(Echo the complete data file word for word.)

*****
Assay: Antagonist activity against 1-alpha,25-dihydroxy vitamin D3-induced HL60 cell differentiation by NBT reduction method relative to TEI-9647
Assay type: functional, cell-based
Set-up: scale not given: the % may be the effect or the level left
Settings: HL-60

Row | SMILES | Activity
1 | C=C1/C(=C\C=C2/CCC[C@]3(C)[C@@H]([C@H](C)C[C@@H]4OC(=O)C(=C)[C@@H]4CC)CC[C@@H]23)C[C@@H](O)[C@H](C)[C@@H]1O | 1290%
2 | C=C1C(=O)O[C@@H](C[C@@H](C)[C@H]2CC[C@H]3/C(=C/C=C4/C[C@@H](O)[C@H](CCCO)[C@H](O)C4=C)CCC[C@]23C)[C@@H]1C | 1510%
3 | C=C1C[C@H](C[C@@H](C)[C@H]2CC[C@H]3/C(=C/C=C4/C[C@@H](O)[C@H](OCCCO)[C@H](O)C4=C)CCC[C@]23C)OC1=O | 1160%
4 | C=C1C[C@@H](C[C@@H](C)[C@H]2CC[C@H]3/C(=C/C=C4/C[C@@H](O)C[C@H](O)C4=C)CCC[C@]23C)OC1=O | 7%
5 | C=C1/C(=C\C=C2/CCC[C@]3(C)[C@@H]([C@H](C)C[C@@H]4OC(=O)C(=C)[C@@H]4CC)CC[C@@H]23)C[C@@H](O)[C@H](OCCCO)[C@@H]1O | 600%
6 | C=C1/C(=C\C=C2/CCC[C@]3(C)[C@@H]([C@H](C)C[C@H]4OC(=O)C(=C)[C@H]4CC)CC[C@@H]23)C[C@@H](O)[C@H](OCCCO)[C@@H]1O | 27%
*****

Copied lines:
Assay: Antagonist activity against 1-alpha,25-dihydroxy vitamin D3-induced HL60 cell differentiation by NBT reduction method relative to TEI-9647
Assay type: functional, cell-based
Set-up: scale not given: the % may be the effect or the level left
Settings: HL-60

Row | SMILES | Activity
1 | C=C1/C(=C\C=C2/CCC[C@]3(C)[C@@H]([C@H](C)C[C@@H]4OC(=O)C(=C)[C@@H]4CC)CC[C@@H]23)C[C@@H](O)[C@H](C)[C@@H]1O | 1290%
2 | C=C1C(=O)O[C@@H](C[C@@H](C)[C@H]2CC[C@H]3/C(=C/C=C4/C[C@@H](O)[C@H](CCCO)[C@H](O)C4=C)CCC[C@]23C)[C@@H]1C | 1510%
3 | C=C1C[C@H](C[C@@H](C)[C@H]2CC[C@H]3/C(=C/C=C4/C[C@@H](O)[C@H](OCCCO)[C@H](O)C4=C)CCC[C@]23C)OC1=O | 1160%
4 | C=C1C[C@@H](C[C@@H](C)[C@H]2CC[C@H]3/C(=C/C=C4/C[C@@H](O)C[C@H](O)C4=C)CCC[C@]23C)OC1=O | 7%
5 | C=C1/C(=C\C=C2/CCC[C@]3(C)[C@@H]([C@H](C)C[C@@H]4OC(=O)C(=C)[C@@H]4CC)CC[C@@H]23)C[C@@H](O)[C@H](OCCCO)[C@@H]1O | 600%
6 | C=C1/C(=C\C=C2/CCC[C@]3(C)[C@@H]([C@H](C)C[C@H]4OC(=O)C(=C)[C@H]4CC)CC[C@@H]23)C[C@@H](O)[C@H](OCCCO)[C@@H]1O | 27%